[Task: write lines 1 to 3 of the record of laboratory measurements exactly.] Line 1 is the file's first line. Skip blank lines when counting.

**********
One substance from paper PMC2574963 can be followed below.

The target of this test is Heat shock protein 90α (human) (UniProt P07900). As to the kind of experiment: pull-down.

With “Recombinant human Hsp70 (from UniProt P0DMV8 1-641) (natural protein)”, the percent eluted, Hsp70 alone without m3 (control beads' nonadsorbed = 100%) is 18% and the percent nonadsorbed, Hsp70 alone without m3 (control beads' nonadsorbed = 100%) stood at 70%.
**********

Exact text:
One substance from paper PMC2574963 can be followed below.

The target of this test is Heat shock protein 90α (human) (UniProt P07900). As to the kind of experiment: pull-down.

With “Recombinant human Hsp70 (from UniProt P0DMV8 1-641) (natural protein)”, the percent eluted, Hsp70 alone without m3 (control beads' nonadsorbed = 100%) is 18% and the percent nonadsorbed, Hsp70 alone without m3 (control beads' nonadsorbed = 100%) stood at 70%.